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About Managing Excess Uric Acid and Gout

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Will_I_Ever_Learn Views: 9,954
Published: 13 years ago
This is a reply to # 1,627,980

About Managing Excess Uric Acid and Gout


A big portion of uric acid is eliminated by urination. Depending on the sources, I have seen figures in between 50% and 80%. This explains why increasing urine pH will help a lot in eliminating uric acid.

Notice also the second article mentioning warm foot bath because uric acid dissolution increase with heath.
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One factor that contributes to uric acid stone formation is the total amount of uric acid to be eliminated. Minimizing dietary animal protein intake will decrease exogenous sources and help patients whose primary cause for uric acid stone is purine gluttony. Endogenous purine production can oversaturate the kidney's elimination capacity in a patient with a myeloproliferative disorder or a malignancy, or who is undergoing chemotherapy, or who has experienced massive weight loss after gastric bypass surgery, or who is in a catabolic state. To prevent uric acid stone formation, manipulation of urinary volume, urinary acidity, and uric acid production are necessary.
Urinary volume. Increasing urinary volume makes intuitive sense since doubling urinary volume will double the amount of urate species that the kidneys can excrete. Clinically, this may be simple to achieve in compliant patients whose primary problem is low dietary fluid intake. For most, only modest increases in 24-hour urine output (500 mL/d) can be achieved in the outpatient setting. For inpatients undergoing chemotherapy where tumor lysis and high endogenous uric acid production are anticipated, aggressive intravenous hydration will help minimize risk of uric acid supersaturation. In patients with inflammatory bowel disease, chronic diarrhea, or ileostomy bowel diversion, dehydration continues to be a major problem.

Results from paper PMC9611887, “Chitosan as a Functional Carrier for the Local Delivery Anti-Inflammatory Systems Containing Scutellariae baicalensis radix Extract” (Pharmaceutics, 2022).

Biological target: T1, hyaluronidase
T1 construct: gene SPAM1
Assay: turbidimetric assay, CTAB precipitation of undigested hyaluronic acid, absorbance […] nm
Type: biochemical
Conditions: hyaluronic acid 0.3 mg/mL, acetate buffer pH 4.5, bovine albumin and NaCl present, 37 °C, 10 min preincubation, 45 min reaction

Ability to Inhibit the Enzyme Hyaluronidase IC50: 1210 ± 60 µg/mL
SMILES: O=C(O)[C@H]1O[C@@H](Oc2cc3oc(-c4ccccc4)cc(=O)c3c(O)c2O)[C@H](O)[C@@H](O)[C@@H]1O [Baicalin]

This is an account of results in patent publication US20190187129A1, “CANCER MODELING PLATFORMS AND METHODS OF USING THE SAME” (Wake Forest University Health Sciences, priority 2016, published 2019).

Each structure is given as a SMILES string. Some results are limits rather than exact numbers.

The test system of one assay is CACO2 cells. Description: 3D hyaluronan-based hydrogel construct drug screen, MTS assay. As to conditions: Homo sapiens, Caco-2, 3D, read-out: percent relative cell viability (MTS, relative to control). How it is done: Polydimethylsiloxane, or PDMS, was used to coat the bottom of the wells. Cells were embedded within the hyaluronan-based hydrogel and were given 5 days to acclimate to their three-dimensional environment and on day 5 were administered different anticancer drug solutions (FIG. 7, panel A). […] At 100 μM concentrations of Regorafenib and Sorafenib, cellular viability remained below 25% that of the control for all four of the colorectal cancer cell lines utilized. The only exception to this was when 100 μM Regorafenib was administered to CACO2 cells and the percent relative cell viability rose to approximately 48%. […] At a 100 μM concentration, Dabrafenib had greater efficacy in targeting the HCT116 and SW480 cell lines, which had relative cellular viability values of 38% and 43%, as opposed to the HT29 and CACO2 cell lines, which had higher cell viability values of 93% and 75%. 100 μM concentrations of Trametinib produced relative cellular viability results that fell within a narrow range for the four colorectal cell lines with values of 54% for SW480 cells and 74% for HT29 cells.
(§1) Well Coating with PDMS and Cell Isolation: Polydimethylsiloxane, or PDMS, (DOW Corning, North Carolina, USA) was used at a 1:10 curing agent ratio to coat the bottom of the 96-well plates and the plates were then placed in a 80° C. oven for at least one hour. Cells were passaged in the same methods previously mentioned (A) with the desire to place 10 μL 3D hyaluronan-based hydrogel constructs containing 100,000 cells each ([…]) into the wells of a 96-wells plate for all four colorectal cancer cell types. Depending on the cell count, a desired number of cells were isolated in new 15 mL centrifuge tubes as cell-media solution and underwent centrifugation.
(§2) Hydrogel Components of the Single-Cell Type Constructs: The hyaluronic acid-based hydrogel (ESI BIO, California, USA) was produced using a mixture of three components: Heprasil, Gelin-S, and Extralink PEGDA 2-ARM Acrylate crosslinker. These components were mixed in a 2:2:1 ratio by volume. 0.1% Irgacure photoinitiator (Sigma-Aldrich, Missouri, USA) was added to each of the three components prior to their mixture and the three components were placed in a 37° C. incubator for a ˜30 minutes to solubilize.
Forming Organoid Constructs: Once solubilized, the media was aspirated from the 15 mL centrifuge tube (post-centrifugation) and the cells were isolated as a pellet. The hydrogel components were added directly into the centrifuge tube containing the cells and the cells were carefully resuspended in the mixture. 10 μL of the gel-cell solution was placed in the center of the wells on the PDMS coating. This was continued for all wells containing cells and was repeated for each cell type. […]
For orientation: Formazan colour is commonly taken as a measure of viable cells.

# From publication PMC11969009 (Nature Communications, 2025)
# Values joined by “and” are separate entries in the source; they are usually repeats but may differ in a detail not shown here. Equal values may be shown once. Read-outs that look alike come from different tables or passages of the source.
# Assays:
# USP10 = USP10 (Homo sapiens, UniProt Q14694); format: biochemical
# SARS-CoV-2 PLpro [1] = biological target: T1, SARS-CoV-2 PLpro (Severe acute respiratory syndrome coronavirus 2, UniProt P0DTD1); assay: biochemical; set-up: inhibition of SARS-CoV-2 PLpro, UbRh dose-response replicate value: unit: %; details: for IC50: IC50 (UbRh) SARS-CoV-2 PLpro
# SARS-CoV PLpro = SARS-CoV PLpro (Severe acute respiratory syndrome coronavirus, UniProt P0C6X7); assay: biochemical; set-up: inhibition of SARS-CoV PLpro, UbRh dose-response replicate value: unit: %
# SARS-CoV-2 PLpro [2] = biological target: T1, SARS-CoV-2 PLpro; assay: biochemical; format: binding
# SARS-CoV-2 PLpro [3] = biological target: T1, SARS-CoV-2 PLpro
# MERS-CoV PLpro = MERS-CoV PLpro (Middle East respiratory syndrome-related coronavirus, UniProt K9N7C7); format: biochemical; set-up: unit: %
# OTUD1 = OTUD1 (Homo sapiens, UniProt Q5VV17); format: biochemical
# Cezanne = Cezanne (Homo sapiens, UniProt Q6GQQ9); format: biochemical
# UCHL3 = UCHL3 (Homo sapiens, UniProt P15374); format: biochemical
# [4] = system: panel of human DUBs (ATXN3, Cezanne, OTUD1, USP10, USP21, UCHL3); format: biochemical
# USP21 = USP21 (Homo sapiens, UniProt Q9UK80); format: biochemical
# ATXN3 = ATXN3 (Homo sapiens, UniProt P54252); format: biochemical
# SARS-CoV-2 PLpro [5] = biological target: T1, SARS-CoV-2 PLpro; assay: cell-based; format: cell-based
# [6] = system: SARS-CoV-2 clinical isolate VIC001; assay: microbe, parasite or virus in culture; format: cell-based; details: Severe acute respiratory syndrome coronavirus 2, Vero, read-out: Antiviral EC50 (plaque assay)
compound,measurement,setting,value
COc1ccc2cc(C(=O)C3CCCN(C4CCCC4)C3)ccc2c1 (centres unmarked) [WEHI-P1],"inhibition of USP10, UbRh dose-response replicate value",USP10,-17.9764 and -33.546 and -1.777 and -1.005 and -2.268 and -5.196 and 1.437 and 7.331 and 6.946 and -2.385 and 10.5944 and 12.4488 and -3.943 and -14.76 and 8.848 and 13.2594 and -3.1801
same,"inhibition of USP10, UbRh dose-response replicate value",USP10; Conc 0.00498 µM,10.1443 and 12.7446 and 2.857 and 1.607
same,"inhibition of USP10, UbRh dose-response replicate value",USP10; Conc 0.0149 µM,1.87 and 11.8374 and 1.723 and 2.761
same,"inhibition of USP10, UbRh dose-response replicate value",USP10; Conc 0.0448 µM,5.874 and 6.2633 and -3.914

Urinary acidity. The most important factor in the pathogenesis of uric acid stones is urinary acidity. Uric acid saturation is pH-dependent and, as such, patients with metabolic acidosis or any metabolic state leading to acidic urine will be at increased risk for stone formation.
Within the distal nephron, acid is primarily excreted in the form of ammonium: NH 3 + H + ↔NH 4 +
A defect in ammonium excretion may be a mechanism for acidic urine in patients with uric acid stones, obesity, insulin-resistance, or diabetes.11,14,18,19
Diets rich in animal proteins are not only high in purine but also high in organic acids. It has been shown that popular weight loss diets that are high in animal protein and low in carbohydrates (for example, Atkins or South Beach) are associated with marked acid loads to the kidneys, putting patients with uric acid stones at increased risk for recurrence.